From The Manse




Dear Friends,

We are now in the season of Lent. It is a season which coincides with springtime and the rebirth of nature and new life.

Lent begins on Ash Wednesday and lasts for forty days. It culminates at Easter when we remember Christ’s passion, death and resurrection.

Forty is a reminder of the forty years the people of Israel wandered in the desert in search of the Promised Land. The forty days and forty nights of the storms and floods told in the story of Noah’s Ark remind us of the purification and new life brought about by water. But most of all, it is the forty days that Jesus spent in the desert before his public ministry which set the pattern for Lent. There he was tempted as he struggled to understand what he was being called to do and who he was called to be.

The lessons for us are obvious. We are all on a journey – the journey of life itself. It is a journey of discovery as we learn more about the world and ourselves. For Christians, the journey has another dimension. It is also a journey of faith in which we seek to have a deeper relationship with God in and through Jesus Christ, the one in whom God has revealed Himself to us.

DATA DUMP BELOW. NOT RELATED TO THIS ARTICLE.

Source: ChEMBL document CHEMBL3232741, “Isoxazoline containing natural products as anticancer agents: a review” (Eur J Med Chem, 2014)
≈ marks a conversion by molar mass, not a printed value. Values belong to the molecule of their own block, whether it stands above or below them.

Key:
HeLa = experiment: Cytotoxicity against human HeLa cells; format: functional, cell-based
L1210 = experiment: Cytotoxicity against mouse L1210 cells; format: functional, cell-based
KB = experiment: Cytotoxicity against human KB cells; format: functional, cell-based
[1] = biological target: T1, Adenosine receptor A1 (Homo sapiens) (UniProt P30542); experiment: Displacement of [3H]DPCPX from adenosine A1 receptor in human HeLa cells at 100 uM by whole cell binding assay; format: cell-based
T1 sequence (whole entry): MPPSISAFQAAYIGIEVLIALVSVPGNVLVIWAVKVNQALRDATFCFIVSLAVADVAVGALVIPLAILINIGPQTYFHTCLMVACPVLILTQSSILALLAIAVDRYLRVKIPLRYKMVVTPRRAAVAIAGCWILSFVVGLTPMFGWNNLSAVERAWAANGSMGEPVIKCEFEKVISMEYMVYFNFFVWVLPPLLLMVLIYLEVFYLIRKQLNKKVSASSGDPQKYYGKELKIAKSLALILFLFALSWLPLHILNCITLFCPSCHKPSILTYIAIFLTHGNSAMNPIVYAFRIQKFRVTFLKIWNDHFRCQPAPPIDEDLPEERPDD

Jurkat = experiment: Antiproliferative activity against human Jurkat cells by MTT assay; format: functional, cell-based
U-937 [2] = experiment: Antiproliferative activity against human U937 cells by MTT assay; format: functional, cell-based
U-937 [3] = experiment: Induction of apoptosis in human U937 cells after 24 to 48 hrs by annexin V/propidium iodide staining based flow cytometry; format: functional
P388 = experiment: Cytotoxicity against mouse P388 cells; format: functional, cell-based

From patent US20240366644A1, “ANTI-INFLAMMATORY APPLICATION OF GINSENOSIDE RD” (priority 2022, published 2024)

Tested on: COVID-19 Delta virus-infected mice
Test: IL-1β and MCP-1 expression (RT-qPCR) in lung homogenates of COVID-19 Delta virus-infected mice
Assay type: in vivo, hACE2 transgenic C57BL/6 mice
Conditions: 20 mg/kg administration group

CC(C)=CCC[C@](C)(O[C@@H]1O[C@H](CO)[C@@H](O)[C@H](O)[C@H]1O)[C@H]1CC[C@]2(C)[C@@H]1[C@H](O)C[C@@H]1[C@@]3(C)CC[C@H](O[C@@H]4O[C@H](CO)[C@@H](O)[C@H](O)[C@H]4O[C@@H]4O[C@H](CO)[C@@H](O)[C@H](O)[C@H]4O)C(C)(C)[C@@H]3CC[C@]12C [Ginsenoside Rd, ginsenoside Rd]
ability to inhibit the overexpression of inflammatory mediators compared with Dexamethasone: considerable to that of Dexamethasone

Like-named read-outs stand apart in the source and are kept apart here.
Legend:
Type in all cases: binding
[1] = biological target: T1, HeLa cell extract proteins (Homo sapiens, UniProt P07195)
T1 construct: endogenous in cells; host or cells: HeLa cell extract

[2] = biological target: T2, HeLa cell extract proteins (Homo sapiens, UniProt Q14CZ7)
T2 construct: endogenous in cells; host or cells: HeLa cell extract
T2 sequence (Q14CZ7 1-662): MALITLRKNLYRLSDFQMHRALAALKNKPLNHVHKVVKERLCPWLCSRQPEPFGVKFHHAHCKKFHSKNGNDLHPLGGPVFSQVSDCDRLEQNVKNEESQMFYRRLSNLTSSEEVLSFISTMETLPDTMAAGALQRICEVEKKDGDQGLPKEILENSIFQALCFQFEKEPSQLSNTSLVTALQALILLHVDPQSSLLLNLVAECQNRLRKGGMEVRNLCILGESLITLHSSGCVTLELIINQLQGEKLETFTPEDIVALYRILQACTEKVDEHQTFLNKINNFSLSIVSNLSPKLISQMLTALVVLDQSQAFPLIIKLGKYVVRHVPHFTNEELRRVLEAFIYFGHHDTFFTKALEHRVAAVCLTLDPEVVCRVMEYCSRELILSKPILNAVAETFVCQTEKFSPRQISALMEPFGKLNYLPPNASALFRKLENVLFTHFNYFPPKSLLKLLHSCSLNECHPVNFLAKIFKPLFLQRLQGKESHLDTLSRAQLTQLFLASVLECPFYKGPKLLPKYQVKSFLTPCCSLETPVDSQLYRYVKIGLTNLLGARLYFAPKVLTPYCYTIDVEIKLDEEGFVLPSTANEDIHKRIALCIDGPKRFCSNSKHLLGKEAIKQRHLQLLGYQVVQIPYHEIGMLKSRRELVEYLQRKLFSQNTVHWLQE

It is easy to get distracted and confused on our journey. Life confronts us with making choices and following directions which can appear to be right for us, yet they do not always bring fulfilment and happiness. Instead, they can cause us to lose our bearing, to drift away from God and to wander from the path set before us by Jesus, the path of suffering and of obedience, the path of service and charity, the path that ultimately leads to life in all its fullness.

In Lent, people often give up something like eating chocolate or drinking alcohol or using social media. While such an exercise can be a good discipline, I believe that Lent provides us with an opportunity to do some self-reflection, to think about our faith and our commitment to God. It also affords us the opportunity to consider our attitude to others, particularly those in need and whose journey through life is hampered by sickness, poverty or conflict.

In Psalm 46 verse 10 we find these words, ‘Be still, and know that I am God.’

Can I suggest that we take time each day in Lent to reflect on these words, to consider who God is and to marvel at what He has done for us and the world through Jesus Christ.

Can I also suggest to you that we reflect on the words of Jesus that are found in Matthew Chapter 25 verses 35-36;

‘For I was hungry and you gave me something to eat, I was thirsty and you gave me something to drink, I was a stranger and you invited me in, I needed clothes and you clothed me, I was sick and you looked after me, I was in prison and you came to visit me.’

These words remind us that as we put others before ourselves, and support those who are vulnerable, we actually minister to Jesus, the servant king who gave his life that we might live.

Every blessing for Lent,

Your friend and minister,


The Rev Gary J McIntyre

St Ninians Old Parish Church.